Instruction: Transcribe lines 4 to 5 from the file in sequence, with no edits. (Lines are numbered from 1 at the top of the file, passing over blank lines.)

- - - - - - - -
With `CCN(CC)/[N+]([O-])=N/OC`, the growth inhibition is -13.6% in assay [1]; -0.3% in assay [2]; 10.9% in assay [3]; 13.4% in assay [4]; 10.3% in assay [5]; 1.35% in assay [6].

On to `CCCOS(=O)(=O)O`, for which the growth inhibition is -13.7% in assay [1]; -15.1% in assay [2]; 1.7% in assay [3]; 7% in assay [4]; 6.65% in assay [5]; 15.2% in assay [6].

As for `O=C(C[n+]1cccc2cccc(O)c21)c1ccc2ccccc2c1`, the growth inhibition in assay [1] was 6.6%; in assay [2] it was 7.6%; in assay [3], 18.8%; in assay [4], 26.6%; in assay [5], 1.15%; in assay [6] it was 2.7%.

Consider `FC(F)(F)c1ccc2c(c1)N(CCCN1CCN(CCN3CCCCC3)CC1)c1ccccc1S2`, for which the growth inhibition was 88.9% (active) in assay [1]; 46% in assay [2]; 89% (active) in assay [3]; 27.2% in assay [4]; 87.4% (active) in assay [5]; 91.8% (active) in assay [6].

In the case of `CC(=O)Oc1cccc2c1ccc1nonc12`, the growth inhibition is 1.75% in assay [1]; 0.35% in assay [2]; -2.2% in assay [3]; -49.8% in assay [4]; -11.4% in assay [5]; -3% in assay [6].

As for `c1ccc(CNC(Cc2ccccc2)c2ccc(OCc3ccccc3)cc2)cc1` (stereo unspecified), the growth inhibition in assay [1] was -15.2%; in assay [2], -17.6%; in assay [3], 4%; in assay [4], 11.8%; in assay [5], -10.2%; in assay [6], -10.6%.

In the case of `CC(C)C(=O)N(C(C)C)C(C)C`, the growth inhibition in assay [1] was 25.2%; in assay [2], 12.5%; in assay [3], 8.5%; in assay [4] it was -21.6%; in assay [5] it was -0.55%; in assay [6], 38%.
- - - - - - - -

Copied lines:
Consider `FC(F)(F)c1ccc2c(c1)N(CCCN1CCN(CCN3CCCCC3)CC1)c1ccccc1S2`, for which the growth inhibition was 88.9% (active) in assay [1]; 46% in assay [2]; 89% (active) in assay [3]; 27.2% in assay [4]; 87.4% (active) in assay [5]; 91.8% (active) in assay [6].

In the case of `CC(=O)Oc1cccc2c1ccc1nonc12`, the growth inhibition is 1.75% in assay [1]; 0.35% in assay [2]; -2.2% in assay [3]; -49.8% in assay [4]; -11.4% in assay [5]; -3% in assay [6].